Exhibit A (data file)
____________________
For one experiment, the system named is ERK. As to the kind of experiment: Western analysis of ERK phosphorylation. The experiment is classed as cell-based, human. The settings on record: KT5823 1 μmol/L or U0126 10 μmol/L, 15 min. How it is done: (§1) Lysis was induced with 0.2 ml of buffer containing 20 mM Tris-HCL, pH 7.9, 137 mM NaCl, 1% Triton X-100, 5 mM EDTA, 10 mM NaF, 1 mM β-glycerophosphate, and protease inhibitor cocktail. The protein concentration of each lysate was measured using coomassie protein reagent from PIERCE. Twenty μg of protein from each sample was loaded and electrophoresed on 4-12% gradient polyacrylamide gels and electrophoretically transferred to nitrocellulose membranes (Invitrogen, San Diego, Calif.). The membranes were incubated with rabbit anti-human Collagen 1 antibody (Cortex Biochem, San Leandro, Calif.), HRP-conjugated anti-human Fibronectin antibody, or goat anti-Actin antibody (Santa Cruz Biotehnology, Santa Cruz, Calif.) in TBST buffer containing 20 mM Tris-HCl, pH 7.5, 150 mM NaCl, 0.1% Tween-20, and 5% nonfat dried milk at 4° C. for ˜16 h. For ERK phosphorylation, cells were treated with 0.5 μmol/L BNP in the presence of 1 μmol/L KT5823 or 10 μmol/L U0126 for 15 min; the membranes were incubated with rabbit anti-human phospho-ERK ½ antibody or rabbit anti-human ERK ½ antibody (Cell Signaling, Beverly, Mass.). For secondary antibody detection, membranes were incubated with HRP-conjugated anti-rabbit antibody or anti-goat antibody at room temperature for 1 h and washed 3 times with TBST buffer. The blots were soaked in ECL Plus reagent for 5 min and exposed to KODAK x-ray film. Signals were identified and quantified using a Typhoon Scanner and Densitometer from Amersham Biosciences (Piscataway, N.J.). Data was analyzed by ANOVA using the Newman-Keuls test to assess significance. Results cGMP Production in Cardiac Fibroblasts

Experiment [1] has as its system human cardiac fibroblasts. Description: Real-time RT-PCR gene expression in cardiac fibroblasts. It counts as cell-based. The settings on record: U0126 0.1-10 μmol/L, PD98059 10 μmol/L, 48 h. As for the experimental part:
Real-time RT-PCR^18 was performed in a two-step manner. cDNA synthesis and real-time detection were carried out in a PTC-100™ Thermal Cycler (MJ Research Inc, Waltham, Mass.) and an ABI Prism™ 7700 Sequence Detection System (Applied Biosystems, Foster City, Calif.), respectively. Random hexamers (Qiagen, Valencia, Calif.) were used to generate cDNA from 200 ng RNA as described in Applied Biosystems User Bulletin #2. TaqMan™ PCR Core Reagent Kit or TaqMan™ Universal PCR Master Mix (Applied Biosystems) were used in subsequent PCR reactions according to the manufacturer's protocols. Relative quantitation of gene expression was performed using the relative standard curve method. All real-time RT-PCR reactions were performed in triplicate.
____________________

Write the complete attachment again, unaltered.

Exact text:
For one experiment, the system named is ERK. As to the kind of experiment: Western analysis of ERK phosphorylation. The experiment is classed as cell-based, human. The settings on record: KT5823 1 μmol/L or U0126 10 μmol/L, 15 min. How it is done: (§1) Lysis was induced with 0.2 ml of buffer containing 20 mM Tris-HCL, pH 7.9, 137 mM NaCl, 1% Triton X-100, 5 mM EDTA, 10 mM NaF, 1 mM β-glycerophosphate, and protease inhibitor cocktail. The protein concentration of each lysate was measured using coomassie protein reagent from PIERCE. Twenty μg of protein from each sample was loaded and electrophoresed on 4-12% gradient polyacrylamide gels and electrophoretically transferred to nitrocellulose membranes (Invitrogen, San Diego, Calif.). The membranes were incubated with rabbit anti-human Collagen 1 antibody (Cortex Biochem, San Leandro, Calif.), HRP-conjugated anti-human Fibronectin antibody, or goat anti-Actin antibody (Santa Cruz Biotehnology, Santa Cruz, Calif.) in TBST buffer containing 20 mM Tris-HCl, pH 7.5, 150 mM NaCl, 0.1% Tween-20, and 5% nonfat dried milk at 4° C. for ˜16 h. For ERK phosphorylation, cells were treated with 0.5 μmol/L BNP in the presence of 1 μmol/L KT5823 or 10 μmol/L U0126 for 15 min; the membranes were incubated with rabbit anti-human phospho-ERK ½ antibody or rabbit anti-human ERK ½ antibody (Cell Signaling, Beverly, Mass.). For secondary antibody detection, membranes were incubated with HRP-conjugated anti-rabbit antibody or anti-goat antibody at room temperature for 1 h and washed 3 times with TBST buffer. The blots were soaked in ECL Plus reagent for 5 min and exposed to KODAK x-ray film. Signals were identified and quantified using a Typhoon Scanner and Densitometer from Amersham Biosciences (Piscataway, N.J.). Data was analyzed by ANOVA using the Newman-Keuls test to assess significance. Results cGMP Production in Cardiac Fibroblasts

Experiment [1] has as its system human cardiac fibroblasts. Description: Real-time RT-PCR gene expression in cardiac fibroblasts. It counts as cell-based. The settings on record: U0126 0.1-10 μmol/L, PD98059 10 μmol/L, 48 h. As for the experimental part:
Real-time RT-PCR^18 was performed in a two-step manner. cDNA synthesis and real-time detection were carried out in a PTC-100™ Thermal Cycler (MJ Research Inc, Waltham, Mass.) and an ABI Prism™ 7700 Sequence Detection System (Applied Biosystems, Foster City, Calif.), respectively. Random hexamers (Qiagen, Valencia, Calif.) were used to generate cDNA from 200 ng RNA as described in Applied Biosystems User Bulletin #2. TaqMan™ PCR Core Reagent Kit or TaqMan™ Universal PCR Master Mix (Applied Biosystems) were used in subsequent PCR reactions according to the manufacturer's protocols. Relative quantitation of gene expression was performed using the relative standard curve method. All real-time RT-PCR reactions were performed in triplicate.